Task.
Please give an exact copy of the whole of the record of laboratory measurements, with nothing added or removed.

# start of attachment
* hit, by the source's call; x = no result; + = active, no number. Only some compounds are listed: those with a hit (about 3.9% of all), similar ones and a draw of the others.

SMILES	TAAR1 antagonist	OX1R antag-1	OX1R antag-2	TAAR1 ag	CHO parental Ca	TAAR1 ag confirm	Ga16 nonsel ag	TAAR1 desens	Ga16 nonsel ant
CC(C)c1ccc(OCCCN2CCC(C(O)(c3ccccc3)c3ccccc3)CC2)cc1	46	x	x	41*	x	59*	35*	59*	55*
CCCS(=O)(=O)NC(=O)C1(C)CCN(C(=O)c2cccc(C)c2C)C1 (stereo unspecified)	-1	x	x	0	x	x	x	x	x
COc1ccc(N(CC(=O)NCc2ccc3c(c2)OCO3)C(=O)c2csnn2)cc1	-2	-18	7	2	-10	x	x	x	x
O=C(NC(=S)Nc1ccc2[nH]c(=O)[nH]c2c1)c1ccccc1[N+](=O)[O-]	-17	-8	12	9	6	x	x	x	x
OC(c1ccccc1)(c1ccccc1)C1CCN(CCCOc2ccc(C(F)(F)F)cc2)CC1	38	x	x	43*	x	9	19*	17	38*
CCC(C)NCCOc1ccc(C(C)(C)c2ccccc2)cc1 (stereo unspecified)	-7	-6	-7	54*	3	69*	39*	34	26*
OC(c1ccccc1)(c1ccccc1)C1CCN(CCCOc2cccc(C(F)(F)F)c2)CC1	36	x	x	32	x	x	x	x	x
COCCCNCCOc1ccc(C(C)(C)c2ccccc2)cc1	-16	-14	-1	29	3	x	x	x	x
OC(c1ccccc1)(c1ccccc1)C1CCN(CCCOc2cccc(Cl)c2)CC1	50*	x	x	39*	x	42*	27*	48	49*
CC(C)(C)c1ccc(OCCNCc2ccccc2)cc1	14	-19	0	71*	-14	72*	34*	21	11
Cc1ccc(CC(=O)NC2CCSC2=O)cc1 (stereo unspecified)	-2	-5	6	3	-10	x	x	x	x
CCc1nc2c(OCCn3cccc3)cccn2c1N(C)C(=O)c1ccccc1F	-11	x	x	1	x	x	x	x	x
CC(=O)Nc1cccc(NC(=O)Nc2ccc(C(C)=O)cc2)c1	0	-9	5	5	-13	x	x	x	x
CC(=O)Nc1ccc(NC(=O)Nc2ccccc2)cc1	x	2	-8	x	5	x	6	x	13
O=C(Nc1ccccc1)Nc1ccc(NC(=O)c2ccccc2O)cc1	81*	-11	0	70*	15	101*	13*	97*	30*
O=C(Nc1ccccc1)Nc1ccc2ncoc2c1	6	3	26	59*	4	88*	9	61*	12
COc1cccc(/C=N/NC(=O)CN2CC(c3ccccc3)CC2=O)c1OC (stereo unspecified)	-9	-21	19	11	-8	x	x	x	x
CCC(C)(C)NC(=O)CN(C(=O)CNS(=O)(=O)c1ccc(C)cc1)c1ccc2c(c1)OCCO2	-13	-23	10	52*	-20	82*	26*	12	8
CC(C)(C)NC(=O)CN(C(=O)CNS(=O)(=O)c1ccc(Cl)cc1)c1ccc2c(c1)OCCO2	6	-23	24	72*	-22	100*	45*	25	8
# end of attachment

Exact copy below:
* hit, by the source's call; x = no result; + = active, no number. Only some compounds are listed: those with a hit (about 3.9% of all), similar ones and a draw of the others.

SMILES	TAAR1 antagonist	OX1R antag-1	OX1R antag-2	TAAR1 ag	CHO parental Ca	TAAR1 ag confirm	Ga16 nonsel ag	TAAR1 desens	Ga16 nonsel ant
CC(C)c1ccc(OCCCN2CCC(C(O)(c3ccccc3)c3ccccc3)CC2)cc1	46	x	x	41*	x	59*	35*	59*	55*
CCCS(=O)(=O)NC(=O)C1(C)CCN(C(=O)c2cccc(C)c2C)C1 (stereo unspecified)	-1	x	x	0	x	x	x	x	x
COc1ccc(N(CC(=O)NCc2ccc3c(c2)OCO3)C(=O)c2csnn2)cc1	-2	-18	7	2	-10	x	x	x	x
O=C(NC(=S)Nc1ccc2[nH]c(=O)[nH]c2c1)c1ccccc1[N+](=O)[O-]	-17	-8	12	9	6	x	x	x	x
OC(c1ccccc1)(c1ccccc1)C1CCN(CCCOc2ccc(C(F)(F)F)cc2)CC1	38	x	x	43*	x	9	19*	17	38*
CCC(C)NCCOc1ccc(C(C)(C)c2ccccc2)cc1 (stereo unspecified)	-7	-6	-7	54*	3	69*	39*	34	26*
OC(c1ccccc1)(c1ccccc1)C1CCN(CCCOc2cccc(C(F)(F)F)c2)CC1	36	x	x	32	x	x	x	x	x
COCCCNCCOc1ccc(C(C)(C)c2ccccc2)cc1	-16	-14	-1	29	3	x	x	x	x
OC(c1ccccc1)(c1ccccc1)C1CCN(CCCOc2cccc(Cl)c2)CC1	50*	x	x	39*	x	42*	27*	48	49*
CC(C)(C)c1ccc(OCCNCc2ccccc2)cc1	14	-19	0	71*	-14	72*	34*	21	11
Cc1ccc(CC(=O)NC2CCSC2=O)cc1 (stereo unspecified)	-2	-5	6	3	-10	x	x	x	x
CCc1nc2c(OCCn3cccc3)cccn2c1N(C)C(=O)c1ccccc1F	-11	x	x	1	x	x	x	x	x
CC(=O)Nc1cccc(NC(=O)Nc2ccc(C(C)=O)cc2)c1	0	-9	5	5	-13	x	x	x	x
CC(=O)Nc1ccc(NC(=O)Nc2ccccc2)cc1	x	2	-8	x	5	x	6	x	13
O=C(Nc1ccccc1)Nc1ccc(NC(=O)c2ccccc2O)cc1	81*	-11	0	70*	15	101*	13*	97*	30*
O=C(Nc1ccccc1)Nc1ccc2ncoc2c1	6	3	26	59*	4	88*	9	61*	12
COc1cccc(/C=N/NC(=O)CN2CC(c3ccccc3)CC2=O)c1OC (stereo unspecified)	-9	-21	19	11	-8	x	x	x	x
CCC(C)(C)NC(=O)CN(C(=O)CNS(=O)(=O)c1ccc(C)cc1)c1ccc2c(c1)OCCO2	-13	-23	10	52*	-20	82*	26*	12	8
CC(C)(C)NC(=O)CN(C(=O)CNS(=O)(=O)c1ccc(Cl)cc1)c1ccc2c(c1)OCCO2	6	-23	24	72*	-22	100*	45*	25	8